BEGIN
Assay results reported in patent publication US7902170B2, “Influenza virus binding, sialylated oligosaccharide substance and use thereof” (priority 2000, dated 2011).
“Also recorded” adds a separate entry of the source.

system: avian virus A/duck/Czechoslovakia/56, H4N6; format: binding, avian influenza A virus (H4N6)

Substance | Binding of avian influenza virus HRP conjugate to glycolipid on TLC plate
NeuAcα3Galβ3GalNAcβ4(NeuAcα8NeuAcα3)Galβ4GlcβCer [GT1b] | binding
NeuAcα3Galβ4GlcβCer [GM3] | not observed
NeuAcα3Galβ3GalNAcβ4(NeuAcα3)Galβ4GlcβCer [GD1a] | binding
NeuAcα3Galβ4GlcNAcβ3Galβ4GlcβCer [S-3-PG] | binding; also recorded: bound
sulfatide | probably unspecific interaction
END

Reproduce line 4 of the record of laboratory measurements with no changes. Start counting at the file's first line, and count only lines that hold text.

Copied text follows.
Substance | Binding of avian influenza virus HRP conjugate to glycolipid on TLC plate